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Comets’ DT ends recruiting frenzy, opts for Wolfpack

The collegiate courtship of North Stanly’s defensive tackle C.J. Clark appears to be over with the football standout choosing N.C. State Wolfpack over a slew of Division 1 powerhouses.

Instead of the Comets powder blue Clark wore a red N.C. State T-shirt at Tuesday’s workout on the North Stanly campus as the team prepares to build on last year’s success. Clark decided to put the recruitment sweepstakes to rest before the season started.

North Stanly’s defensive tackle standout C.J. Clark participates in a football drill Tuesday afternoon.

“I wanted to focus on my senior season,” Clark said.

It’s no secret Clark has been a highly-coveted football standout.  Virtually every college football program in the state wanted him, not to mention most of the teams in the Atlantic Coast Conference and half of the powerful Southeastern Conference including Alabama and Georgia.

During the school year Georgia Bulldogs head coach Kirby Smart landed a helicopter on North Stanly’s campus to pay Clark a visit.

North Carolina’s Larry Fedora did the same thing when the Comets played at North Moore last year so the Tar Heels’ head coach could watch Clark in action.

So why the Wolfpack?

“I really liked the coaching staff and how they prepare their defensive tackles,” said Clark, adding N.C. State was among the programs that first showed interest.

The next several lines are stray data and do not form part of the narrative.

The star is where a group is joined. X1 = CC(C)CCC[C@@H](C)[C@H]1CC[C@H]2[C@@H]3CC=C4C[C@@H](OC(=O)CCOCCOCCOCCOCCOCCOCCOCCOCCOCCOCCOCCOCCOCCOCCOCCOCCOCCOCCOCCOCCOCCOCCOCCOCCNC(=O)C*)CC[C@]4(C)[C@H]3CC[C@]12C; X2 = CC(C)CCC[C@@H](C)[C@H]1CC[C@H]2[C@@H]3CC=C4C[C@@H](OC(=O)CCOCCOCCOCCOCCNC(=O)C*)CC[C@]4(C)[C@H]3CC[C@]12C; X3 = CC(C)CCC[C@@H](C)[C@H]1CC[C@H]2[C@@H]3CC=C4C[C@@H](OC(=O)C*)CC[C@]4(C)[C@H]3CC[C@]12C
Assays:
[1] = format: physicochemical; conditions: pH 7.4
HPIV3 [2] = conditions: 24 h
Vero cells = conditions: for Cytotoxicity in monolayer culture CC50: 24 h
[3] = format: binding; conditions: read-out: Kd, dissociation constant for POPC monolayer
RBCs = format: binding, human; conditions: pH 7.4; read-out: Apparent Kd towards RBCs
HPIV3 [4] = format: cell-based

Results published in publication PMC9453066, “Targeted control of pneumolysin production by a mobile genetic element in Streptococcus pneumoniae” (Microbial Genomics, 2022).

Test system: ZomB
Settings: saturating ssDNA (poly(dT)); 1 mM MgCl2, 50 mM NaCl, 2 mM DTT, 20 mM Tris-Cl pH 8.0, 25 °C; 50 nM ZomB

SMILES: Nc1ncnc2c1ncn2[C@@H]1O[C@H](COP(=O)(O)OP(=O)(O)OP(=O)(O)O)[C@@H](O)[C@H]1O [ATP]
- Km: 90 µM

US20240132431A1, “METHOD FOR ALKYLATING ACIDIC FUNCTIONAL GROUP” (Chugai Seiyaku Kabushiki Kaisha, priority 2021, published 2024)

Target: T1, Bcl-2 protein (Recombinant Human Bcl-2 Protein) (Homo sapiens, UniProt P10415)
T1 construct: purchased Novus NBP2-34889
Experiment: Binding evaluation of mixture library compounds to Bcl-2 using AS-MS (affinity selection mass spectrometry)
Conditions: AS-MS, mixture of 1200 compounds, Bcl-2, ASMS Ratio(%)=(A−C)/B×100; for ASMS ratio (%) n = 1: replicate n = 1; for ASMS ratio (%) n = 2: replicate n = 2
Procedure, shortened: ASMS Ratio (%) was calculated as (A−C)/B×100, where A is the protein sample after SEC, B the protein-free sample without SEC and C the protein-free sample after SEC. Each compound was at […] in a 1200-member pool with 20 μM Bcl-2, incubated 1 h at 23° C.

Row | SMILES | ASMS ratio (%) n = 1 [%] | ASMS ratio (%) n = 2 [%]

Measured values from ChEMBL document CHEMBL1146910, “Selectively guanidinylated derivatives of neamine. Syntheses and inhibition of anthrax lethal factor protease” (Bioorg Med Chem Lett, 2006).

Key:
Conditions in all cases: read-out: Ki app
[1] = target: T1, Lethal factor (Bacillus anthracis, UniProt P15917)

Look no further than the 2018 National Football League draft as proof N.C. State develops its defensive front. Bradley Chubb, defensive end for the Wolfpack, was drafted at No. 5 in the first round. Defensive tackle B.J. Hill was selected in the third round with the 69th pick. Kentavious Street, the Pack’s other defensive end, went in the fourth round.

Incidentally, Hill and Clark are cousins. No doubt Hill, a former standout at West Stanly before starring at State, shared his insight of the Wolfpack program.

There’s nothing like watching a cousin get drafted in the NFL’s third round to stoke one’s motivation about where football might lead.

At 17 years old, young enough to still be growing, Clark stands about 6 feet 4 inches and weighs 300 pounds. Not only is Clark big, but he’s quick.

CJ Clark participates in a football drill.

“He’s got the quickest first step of any big guy I’ve ever seen,” said Scott Crisco, Comets head coach.

“His feet are crazy fast,” added Brandon Whitley, defensive line coach for the Comets. “And he’s starting to put his hands with it, too.”

Along with a 320-pound bench press and a 455-pound squat, Clark runs a 5 second flat in the 40-yard dash.

“He’s quicker than he is fast,” Crisco said.

But Clark wants to be even quicker afoot.

“I want wide receiver feet,” Clark said. “I’m working on my agility.”

A significant part of Clark’s progress has been his maturation, which has benefitted from good timing.

As a freshman Clark played linebacker.

“We knew at the next level he’d be on the defensive line,” Crisco said.

Coaches persuaded Clark to make the switch to defensive tackle where he’d have a more impactful future.

“He fought us for a while,” Crisco said. “He still likes to drop back.”